Despite new recommendations, women in 40s continue to get routine mammograms at same rate

Women in their 40s continue to undergo routine breast cancer screenings despite national guidelines recommending otherwise, according to new Johns Hopkins research.

In 2009, the U.S. Preventive Services Task Force (USPSTF) sifted through the evidence and recommended that while women ages 50-74 should continue to undergo mammograms every two years, those between the ages of 40 and 49 without a family history of breast cancer should discuss the risks and benefits of mammography with their physicians to make individual decisions.

As a result of the altered recommendations, Lauren D. Block, M.D., M.P.H., a clinical fellow in the Division of General Internal Medicine at the Johns Hopkins University School of Medicine, and her colleagues expected to find fewer women in their 40s getting routine mammograms. Instead, they found no impact on mammography rates among younger women.

"Patients—and likely their providers—appear hesitant to change their behavior, even in light of evidence that routine screening in younger women carries substantial risk of false positives and unnecessary further imaging and biopsies," says Block, leader of a study published online in the Journal of General Internal Medicine. "Women have been bombarded with the message 'mammograms save lives,' so they want them no matter what."

That research has shown that mammography's impact on younger women is mixed at best: routine screening increases rates of detecting cancer in young women, but reduces by a very small percentage. It is more likely, studies show, to result in over-diagnosis, and unnecessary treatment, including biopsies, lumpectomies and mastectomies, and weeks of radiation and potentially . False positives result in avoidable procedures and . Many of the cancers detected will probably never be dangerous, but are aggressively treated.

Among older women, are recommended because breast cancer, like most cancer, is a disease of aging, and a woman's risk of breast cancer increases as she grows older.

The original USPSTF guideline change recommended more forcefully against routine screening for women in their 40s, but a political and advocacy group backlash resulted in compromise language that counseled individual decision-making by patients and physicians. The American Cancer Society continues to recommend yearly mammography for women starting at age 40.

Moreover, Block says, insurance companies continue to pay for routine mammograms for women in their 40s—a likely reason for the persistently high rate of screening.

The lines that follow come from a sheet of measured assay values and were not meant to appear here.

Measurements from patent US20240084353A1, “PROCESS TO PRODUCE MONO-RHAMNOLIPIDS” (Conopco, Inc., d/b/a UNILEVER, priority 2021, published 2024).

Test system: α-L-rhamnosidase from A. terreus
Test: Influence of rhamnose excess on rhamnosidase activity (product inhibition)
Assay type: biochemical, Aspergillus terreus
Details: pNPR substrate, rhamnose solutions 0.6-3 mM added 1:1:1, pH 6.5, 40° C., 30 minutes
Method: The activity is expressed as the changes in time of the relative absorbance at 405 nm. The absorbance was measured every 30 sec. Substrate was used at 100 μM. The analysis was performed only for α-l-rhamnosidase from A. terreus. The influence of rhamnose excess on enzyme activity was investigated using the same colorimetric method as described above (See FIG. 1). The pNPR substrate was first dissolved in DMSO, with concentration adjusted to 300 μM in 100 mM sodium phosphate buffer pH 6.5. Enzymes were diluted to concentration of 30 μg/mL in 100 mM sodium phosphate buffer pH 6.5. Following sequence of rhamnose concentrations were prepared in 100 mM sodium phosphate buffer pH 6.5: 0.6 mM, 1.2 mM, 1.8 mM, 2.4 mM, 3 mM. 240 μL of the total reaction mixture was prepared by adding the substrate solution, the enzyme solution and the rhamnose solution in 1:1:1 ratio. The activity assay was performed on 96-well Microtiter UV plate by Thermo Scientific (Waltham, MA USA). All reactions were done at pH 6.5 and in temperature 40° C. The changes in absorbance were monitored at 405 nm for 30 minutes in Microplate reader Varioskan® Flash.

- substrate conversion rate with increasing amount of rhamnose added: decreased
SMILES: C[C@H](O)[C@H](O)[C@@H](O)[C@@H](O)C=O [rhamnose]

Block and her colleagues analyzed mammogram use data from Behavioral Risk Factor Surveillance System surveys administered in 2006, 2008 and 2010 by state health departments nationwide. Data from 484,296 women ages 40 to 74 were collected. Among women in their 40s, 53 percent reported having a mammogram in the past year in 2006 and 2008, compared with 65 percent of women ages 50 to 74. In 2010, after the new recommendations had been in effect, 52 percent of younger women and 62 percent of older women reported having a mammogram.

The USPSTF recommendations also say there is no benefit to screening women at normal risk of breast cancer over the age of 75.

Block says she sees the same reluctance among her 40-something patients to change course on mammography when she has the conversations about the pros and cons. Some of her patients are relieved that they can postpone mammography until age 50. Many more, however, want to continue being screened.

"Breast cancer gets so much attention in the media and in society in general, despite cardiovascular disease being by far the number one killer in women. Everyone wants to feel as though they are preventing ," Block says. "You hear one anecdotal story about someone in their 40s who found cancer during a mammogram and did really well with treatment and that's enough to fly in the face of any other facts that are out there. want the test."

add to favorites email to friend print save as pdf

Related Stories

New studies show effects of mammography guideline changes

Nov 27, 2012

Researchers assessing the impact of revised guidelines for screening mammography issued by the U.S. Preventive Services Task Force (USPSTF) found evidence that the new recommendations may lead to missed cancers and a decline ...

Recommended for you

Pepper and halt: Spicy chemical may inhibit gut tumors

5 hours ago

Researchers at the University of California, San Diego School of Medicine report that dietary capsaicin – the active ingredient in chili peppers – produces chronic activation of a receptor on cells lining ...

Expressive writing may help breast cancer survivors

7 hours ago

Writing down fears, emotions and the benefits of a cancer diagnosis may improve health outcomes for Asian-American breast cancer survivors, according to a study conducted by a researcher at the University of Houston (UH).

Taking the guesswork out of cancer therapy

12 hours ago

Researchers and doctors at the Institute of Bioengineering and Nanotechnology (IBN), Singapore General Hospital (SGH) and National Cancer Centre Singapore (NCCS) have co-developed the first molecular test ...

Brain tumour cells found circulating in blood

13 hours ago

(Medical Xpress)—German scientists have discovered rogue brain tumour cells in patient blood samples, challenging the idea that this type of cancer doesn't generally spread beyond the brain.

International charge on new radiation treatment for cancer

14 hours ago

(Medical Xpress)—Imagine a targeted radiation therapy for cancer that could pinpoint and blast away tumors more effectively than traditional methods, with fewer side effects and less damage to surrounding tissues and organs.

User comments